Seven Deadly Sins is dope, there, I said it. While the anime takes a while to get into, at about 10-15 episodes in, I was hooked to the series. I was first put onto this Netflix exclusive by all the hype surrounding the show in the anime community. It doesn’t take much to make a meme, after all. And as a self-proclaimed anime aficionado, there is no way that I could let a show as popular as SDS go under my radar.
Admittedly, the show isn’t without its faults, however. Many of its elements are typical to the Shonen genre. A youthful prodigy? Check. Power Levels? You’ve got it. Immature sexual humor? Of course. In fact, I am hard pressed to think of any original concept the show brings to the medium off the top of my head. If this is the case, then why would I have such high regard for Seven Deadly Sins? Well, because it’s a fun show to watch, that’s why.
Seven Deadly Sins follows the adventures of Princess Elizabeth in her journey to find a notorious group of holy knights referred to as the Seven Deadly Sins. With a stroke of good fortune, she meets the captain of the Deadly Sins Meliodas, who had been enjoying retirement as a tavern guard. Accompanied by his anthropomorphic pig companion Hawk, Meliodas joins Elizabeth to hunt down the remaining six members.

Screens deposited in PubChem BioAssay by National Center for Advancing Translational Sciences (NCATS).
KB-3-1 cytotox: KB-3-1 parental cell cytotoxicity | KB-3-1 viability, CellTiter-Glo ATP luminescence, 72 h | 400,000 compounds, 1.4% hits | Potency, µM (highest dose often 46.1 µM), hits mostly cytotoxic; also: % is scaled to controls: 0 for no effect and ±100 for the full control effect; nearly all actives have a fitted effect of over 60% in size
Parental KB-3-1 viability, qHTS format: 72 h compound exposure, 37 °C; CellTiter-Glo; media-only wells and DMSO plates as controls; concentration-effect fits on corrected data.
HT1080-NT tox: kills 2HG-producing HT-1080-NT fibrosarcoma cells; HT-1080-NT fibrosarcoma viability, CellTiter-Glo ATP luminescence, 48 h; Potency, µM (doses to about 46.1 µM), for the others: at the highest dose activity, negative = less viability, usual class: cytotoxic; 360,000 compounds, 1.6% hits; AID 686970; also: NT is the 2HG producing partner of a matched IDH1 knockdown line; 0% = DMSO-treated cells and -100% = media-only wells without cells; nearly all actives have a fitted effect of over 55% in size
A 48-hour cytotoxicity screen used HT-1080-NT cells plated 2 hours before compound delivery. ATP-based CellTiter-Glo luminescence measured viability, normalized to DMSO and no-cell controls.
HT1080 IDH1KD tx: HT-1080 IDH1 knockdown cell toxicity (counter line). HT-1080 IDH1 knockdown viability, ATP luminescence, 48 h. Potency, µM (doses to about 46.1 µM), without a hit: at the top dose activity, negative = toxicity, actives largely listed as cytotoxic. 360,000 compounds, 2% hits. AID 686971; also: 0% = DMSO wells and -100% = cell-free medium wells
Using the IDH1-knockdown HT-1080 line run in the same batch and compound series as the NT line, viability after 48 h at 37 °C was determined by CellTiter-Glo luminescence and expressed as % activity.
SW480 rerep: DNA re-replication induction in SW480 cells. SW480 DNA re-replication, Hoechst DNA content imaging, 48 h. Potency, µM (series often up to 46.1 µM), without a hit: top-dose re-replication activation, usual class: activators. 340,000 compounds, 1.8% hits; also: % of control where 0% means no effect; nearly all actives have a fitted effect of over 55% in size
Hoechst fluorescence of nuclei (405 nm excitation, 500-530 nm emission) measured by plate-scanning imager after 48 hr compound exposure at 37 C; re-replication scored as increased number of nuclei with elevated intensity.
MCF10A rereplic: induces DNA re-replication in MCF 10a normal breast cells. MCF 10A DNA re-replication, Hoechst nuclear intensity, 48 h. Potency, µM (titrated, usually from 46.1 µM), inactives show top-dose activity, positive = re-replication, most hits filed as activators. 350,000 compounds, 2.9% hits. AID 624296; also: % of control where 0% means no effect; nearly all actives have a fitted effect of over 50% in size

Each member of the Seven Deadly Sins has a unique magical ability that differentiates them from one another. Although some members are undoubtedly more powerful than the others, their strength fluctuates often enough to keep engagements interesting. My favorite Sin, for instance, is simultaneously both the strongest and weakest member of the group. He can achieve unmeasurable power by midday but is a frail and scrawny man by night. Its this sort of absurdism that keeps the show fun, never taking itself too seriously. That isn’t to say that the show doesn’t explore heavier content, rather, it introduces them in a way that makes them palatable. This goes to serve the purpose of increasing the effectiveness of each story arc.
Perhaps the most intriguing aspect of the show are the plethora of fully realized villains it introduces. Each have motives that are justified, and hardly are “evil for evil’s sake”. Which is often why friends become foes and vice versa. Although when truly evil entities arrive later in the series, it mimics the joy experienced with an archetypal Shonen “tournament arc”. Moments such as these, particularly in season three, have proven to be instant classics within the anime community, worthy of the time and attention of any fan of the genre.
In writing these articles, we try to avoid spoiling too much of the show, while doing our best to convey the excitement and enthusiasm we have for watching them. It is especially challenging to avoid spoilers for Seven Deadly Sins, as its exuberance is what makes it worth consumption. So in short, you’ll have to take our word for it that you wont regret given Seven Deadly Sins a shot. You can catch the anime in its full glory on Netflix today.